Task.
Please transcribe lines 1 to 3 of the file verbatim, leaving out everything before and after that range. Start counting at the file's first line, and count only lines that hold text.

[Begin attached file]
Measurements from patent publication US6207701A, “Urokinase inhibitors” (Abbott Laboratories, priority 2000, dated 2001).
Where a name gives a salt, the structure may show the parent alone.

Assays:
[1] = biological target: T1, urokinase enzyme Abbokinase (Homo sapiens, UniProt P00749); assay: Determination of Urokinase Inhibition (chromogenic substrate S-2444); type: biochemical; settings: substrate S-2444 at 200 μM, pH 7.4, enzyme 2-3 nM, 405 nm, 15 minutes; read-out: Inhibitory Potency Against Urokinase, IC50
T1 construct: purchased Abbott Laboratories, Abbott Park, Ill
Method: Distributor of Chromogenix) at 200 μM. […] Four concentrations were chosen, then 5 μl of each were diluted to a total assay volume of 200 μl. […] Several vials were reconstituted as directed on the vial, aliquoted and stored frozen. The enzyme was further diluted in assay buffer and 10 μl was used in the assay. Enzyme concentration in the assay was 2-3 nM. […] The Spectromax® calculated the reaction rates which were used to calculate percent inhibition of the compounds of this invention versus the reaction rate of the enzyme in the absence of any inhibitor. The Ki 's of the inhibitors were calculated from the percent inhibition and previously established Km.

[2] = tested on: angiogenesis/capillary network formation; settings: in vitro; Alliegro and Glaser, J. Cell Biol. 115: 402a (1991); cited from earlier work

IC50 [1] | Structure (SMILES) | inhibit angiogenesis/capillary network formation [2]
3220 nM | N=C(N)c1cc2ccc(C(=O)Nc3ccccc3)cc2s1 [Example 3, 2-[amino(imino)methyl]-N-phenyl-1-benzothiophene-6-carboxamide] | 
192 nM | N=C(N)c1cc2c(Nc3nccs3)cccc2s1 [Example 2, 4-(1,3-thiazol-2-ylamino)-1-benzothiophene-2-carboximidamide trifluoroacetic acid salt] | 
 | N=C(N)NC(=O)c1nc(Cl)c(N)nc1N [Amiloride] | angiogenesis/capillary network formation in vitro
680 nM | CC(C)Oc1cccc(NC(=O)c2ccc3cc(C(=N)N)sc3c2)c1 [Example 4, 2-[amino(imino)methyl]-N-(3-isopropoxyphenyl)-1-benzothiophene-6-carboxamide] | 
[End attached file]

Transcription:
Measurements from patent publication US6207701A, “Urokinase inhibitors” (Abbott Laboratories, priority 2000, dated 2001).
Where a name gives a salt, the structure may show the parent alone.

Assays: